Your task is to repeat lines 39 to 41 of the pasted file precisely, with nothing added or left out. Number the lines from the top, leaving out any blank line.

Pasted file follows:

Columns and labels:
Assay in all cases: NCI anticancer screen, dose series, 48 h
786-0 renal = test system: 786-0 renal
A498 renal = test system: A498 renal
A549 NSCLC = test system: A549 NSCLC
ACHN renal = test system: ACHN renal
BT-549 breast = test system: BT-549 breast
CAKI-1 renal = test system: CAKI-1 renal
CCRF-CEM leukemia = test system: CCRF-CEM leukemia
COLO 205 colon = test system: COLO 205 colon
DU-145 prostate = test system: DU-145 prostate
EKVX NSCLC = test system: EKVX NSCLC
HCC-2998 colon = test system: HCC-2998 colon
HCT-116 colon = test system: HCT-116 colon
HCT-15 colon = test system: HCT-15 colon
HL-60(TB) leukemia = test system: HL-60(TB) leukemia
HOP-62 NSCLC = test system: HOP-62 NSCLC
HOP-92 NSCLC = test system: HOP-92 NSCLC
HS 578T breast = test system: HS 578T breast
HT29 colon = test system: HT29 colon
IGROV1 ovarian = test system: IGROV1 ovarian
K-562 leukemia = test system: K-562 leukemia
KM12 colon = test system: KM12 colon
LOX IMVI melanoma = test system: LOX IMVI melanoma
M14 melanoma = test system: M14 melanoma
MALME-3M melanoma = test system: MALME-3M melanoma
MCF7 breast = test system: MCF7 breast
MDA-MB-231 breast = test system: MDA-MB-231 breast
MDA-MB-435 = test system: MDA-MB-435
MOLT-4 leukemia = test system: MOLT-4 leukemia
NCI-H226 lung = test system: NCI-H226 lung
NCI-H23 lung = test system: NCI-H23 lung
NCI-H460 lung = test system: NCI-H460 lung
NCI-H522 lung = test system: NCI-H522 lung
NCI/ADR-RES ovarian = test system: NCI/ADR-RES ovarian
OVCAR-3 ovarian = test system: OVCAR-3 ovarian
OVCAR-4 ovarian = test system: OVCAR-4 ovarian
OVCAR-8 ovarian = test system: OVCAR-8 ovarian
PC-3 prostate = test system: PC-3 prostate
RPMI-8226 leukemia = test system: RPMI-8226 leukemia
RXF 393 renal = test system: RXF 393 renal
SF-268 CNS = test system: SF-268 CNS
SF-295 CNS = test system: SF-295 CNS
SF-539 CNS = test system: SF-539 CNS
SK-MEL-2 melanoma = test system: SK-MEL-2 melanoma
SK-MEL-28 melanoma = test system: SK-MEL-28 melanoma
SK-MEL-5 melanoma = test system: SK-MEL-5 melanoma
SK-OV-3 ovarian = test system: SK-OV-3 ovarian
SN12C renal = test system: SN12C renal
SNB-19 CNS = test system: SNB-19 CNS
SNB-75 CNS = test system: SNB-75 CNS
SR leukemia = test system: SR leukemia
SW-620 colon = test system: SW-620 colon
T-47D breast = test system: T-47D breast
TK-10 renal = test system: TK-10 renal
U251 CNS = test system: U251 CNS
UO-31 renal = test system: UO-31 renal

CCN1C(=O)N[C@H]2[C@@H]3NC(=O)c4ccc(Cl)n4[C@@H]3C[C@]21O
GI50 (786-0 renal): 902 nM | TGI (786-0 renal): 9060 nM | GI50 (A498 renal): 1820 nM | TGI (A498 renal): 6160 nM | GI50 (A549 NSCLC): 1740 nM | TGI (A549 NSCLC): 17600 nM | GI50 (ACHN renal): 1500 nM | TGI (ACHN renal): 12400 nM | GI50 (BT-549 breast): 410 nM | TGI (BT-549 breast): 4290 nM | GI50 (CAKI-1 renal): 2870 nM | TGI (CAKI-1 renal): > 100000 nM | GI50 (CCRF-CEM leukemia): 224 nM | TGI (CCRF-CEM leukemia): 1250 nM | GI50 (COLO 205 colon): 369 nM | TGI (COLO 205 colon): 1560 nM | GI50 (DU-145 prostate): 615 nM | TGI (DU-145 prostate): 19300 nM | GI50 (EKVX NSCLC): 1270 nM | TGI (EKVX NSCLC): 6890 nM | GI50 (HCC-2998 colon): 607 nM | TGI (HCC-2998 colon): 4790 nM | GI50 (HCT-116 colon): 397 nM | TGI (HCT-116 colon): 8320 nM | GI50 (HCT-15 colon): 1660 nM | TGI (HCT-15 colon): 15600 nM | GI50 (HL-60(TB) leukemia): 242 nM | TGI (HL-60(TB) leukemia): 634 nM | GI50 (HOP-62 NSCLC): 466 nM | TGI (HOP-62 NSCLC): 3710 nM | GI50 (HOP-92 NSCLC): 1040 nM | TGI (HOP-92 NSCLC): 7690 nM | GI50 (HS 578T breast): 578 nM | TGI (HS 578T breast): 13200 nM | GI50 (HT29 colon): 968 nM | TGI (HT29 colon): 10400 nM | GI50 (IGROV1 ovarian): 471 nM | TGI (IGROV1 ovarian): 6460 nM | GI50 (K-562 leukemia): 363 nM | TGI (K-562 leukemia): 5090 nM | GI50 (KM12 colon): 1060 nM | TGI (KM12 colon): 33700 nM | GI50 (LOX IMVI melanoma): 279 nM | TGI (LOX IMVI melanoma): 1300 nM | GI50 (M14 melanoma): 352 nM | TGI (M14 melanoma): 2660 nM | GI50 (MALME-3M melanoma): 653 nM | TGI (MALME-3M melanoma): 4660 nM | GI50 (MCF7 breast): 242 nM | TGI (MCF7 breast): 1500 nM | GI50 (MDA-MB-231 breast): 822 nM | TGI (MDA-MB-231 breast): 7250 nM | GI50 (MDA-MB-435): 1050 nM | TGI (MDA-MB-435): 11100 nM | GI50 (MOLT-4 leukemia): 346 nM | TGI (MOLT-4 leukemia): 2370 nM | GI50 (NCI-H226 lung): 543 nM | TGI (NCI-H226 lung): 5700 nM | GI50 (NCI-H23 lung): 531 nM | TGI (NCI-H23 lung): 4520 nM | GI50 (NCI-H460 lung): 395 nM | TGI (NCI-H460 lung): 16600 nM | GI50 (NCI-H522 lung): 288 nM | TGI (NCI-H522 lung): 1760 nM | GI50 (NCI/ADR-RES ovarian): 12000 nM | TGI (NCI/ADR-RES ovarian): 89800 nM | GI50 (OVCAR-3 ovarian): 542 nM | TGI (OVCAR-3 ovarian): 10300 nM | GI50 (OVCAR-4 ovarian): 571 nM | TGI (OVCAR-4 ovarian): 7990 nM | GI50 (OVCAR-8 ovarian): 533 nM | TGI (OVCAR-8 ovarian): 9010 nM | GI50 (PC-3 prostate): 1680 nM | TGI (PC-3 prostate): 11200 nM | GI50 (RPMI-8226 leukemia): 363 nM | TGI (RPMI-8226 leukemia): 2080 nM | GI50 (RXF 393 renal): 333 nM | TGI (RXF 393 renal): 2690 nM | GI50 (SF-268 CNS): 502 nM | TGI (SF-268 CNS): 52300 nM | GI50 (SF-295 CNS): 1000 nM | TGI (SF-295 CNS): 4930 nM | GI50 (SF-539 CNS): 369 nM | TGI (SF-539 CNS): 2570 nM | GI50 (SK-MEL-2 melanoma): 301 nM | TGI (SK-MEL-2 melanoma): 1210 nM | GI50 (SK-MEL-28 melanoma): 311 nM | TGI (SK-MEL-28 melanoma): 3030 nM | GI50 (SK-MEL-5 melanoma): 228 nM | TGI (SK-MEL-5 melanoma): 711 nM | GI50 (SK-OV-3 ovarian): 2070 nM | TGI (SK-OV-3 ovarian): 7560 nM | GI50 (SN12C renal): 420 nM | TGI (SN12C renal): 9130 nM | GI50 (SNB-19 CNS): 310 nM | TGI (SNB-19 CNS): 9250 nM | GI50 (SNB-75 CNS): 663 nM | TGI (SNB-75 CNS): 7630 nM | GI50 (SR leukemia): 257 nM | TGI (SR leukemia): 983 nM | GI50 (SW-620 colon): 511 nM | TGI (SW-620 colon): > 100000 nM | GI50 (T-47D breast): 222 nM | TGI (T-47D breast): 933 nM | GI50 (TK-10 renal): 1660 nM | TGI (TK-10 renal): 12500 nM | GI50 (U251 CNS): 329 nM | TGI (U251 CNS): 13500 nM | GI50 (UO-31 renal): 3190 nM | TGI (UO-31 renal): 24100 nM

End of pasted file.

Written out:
PC-3 prostate = test system: PC-3 prostate
RPMI-8226 leukemia = test system: RPMI-8226 leukemia
RXF 393 renal = test system: RXF 393 renal